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from: Marita Franklin, Catholic Communications, 13 August

The Archbishop of Sydney and Archdiocesan authorities are well aware of the canonical requirements for projected Notre Dame developments at Broadway and Darlinghurst parishes. They are being and will be scrupulously respected.

Cardinal Pell explained that unfortunately Father Terry Purcell's recollections are no longer fully reliable. The Cardinal has never told him to be out "within the week" and guided him over and introduced him to the Prime Minister at the Notre Dame announcement ceremony. Initially Father Purcell was enthusiastic about Notre Dame coming to Broadway. Father Purcell has submitted his resignation effective in February next year.

Archdiocesan authorities, Father James Fowler and Father Brian Egan have been working since 1994 to provide for the future of Darlinghurst parish. A projected Notre Dame development remains the best option for a continuing parish presence, which remains uncertain.


from: Peter Kaufman, Voice of the Faithful, 17 August

Members of Voice of the Faithful read with disbelief and dismay the report in (The Age 16/8) 'Prosecutors block child sex charges' of the Office of Public Prosecutions refusing to try Gerald Risdale for the sex crimes alleged against him - disbelief because their decision not to proceed despite the evidence painstakingly gathered by Sergeant Carson is deemed to be "not in the public interest". We ask, 'in whose interest is the OPP working?'

Voice of the Faithful greets this report with dismay because we see victims and survivors again being treated with such callous disrespect. We call on the OPP to do its duty and prosecute the charges against Risdale. How can the public have confidence in the authorities if it flies in the face of public sentiment concerning sex crimes? Is this a case in which a defendant's crimes are to be ignored because of 'budget pressures'? These budget pressures don't come to bear in other areas - especially property crimes. If Risdale was accused of robbing a bank there would be no question of prosecuting. Thank God he is not accused of making sick jokes on an aircraft!

The OPP ought to rethink this position. We urge the Office to reflect on what 'public interest' means. In this case, it goes to public confidence in our institutions ( including the Catholic Church), public sympathy and compassion for survivors, transparency in decision making, justice and fairness in compensation and above all, accountability. Voice of the Faithful begs the OPP to accept the difficult challenge of making the hard decisions. Your choice to disregards victims and crimes renders you unworthy of the trust bestowed upon you by the public.


from: Brian Doyle, Portland, Oregon USA

Just a note from an interested and riveted reader in the States. I must commend the very existence of your journal, first; for without conversation and testiness, reports and rages, news and stories, articles and essays, letters and laments, elegies and eulogies, we are nary a church at all. Second, I am intrigued by the startling similarities and cousinship of the Catholic church in Australia and America; we face the same crimes and misdemeanors, the same hopes and challenges, the same fiscal emergencies, the same awe for the courage and grace of our ancestors and teachers in the faith, the same desperate labor to make of the modern church some shred of what was shouted as possible by the Second Vatican Council: a church in which men and women worked together to sing the genius and mystery of the message of the Christos. Sometimes I think that the church to come is being born right before our eyes, and its first forms are in your nation and mine; which is a frightening and wonderful thought; and one post office for this new church is your journal. For which, again, thanks.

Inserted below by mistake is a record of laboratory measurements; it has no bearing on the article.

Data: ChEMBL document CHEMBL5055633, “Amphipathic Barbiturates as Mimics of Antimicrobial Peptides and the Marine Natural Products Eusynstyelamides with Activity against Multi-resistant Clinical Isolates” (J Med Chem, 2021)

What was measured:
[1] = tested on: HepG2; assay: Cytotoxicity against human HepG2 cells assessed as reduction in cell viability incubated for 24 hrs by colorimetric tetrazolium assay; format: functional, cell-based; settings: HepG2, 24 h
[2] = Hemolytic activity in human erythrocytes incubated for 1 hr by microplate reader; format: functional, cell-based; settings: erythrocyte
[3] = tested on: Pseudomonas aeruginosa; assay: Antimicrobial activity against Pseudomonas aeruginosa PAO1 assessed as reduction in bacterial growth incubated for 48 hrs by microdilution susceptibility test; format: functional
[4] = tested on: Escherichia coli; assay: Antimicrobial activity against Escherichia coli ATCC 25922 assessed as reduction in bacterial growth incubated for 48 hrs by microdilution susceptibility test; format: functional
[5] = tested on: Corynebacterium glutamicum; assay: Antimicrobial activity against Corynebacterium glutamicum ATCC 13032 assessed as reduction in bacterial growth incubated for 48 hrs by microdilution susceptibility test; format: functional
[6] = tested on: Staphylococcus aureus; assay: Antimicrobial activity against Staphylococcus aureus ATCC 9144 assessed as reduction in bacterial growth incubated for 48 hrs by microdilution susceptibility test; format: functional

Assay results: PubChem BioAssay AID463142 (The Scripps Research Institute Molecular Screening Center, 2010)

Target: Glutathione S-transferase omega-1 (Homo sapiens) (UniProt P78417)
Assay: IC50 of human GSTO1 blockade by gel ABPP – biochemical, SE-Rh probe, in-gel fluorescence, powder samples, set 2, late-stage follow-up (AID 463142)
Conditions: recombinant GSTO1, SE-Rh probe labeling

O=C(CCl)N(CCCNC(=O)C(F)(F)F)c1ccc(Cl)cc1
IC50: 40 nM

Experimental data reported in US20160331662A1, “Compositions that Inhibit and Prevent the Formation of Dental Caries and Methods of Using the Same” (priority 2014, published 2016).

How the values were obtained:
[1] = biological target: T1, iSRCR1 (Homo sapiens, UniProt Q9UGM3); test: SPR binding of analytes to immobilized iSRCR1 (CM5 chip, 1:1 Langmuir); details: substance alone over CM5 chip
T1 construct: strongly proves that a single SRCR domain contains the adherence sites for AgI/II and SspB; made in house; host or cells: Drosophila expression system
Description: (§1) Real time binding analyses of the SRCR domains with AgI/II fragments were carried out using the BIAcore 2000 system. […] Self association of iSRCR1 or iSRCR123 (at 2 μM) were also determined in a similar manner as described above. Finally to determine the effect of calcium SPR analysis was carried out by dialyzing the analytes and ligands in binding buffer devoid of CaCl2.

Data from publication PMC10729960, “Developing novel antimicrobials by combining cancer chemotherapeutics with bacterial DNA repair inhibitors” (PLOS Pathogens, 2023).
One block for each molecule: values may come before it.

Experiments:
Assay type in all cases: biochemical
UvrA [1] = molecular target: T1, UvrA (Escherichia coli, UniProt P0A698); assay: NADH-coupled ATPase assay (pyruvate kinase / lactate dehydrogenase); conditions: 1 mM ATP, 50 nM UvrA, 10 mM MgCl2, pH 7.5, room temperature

from: Steve Cragan, 13 August

I was somewhat appalled at today's offering regarding the 'Canon Law' and Notre Dame. The vision of Cardinal Pell to bring renewal to Broadway parish, a parish that has been in serious decline since the School closed in 1982 is to be congratulated. The last time I attended Mass at St Benedict's there were four parishioners in the congregation and seven acolytes serving on the sanctuary. The liturgy was poorly interpreted due to Father Terrence's blindness. It is a very real sad occasion when Father Terrence is not part of the renewal of the Broadway Parish.

This renewal could have been his crowning achievement, but rather, he will now retire as somewhat of a pariah; as one who rather than leaving a legacy of renewal at St Benedict's has presided over an absolute disaster and one who seems hell bent on trying to embarrass his Archbishop and Cardinal and bring a great disservice on himself as he approaches his retirement. What has happened to our faith when there is no longer obedience to Bishop and Archbishop?

Today's article was most unedifying and only makes Father Terrence's remaining time as Parish Priest of St Benedict's somewhat of a joke. However, I will always have fond memories of him in happier times and may God's grace be with him always.


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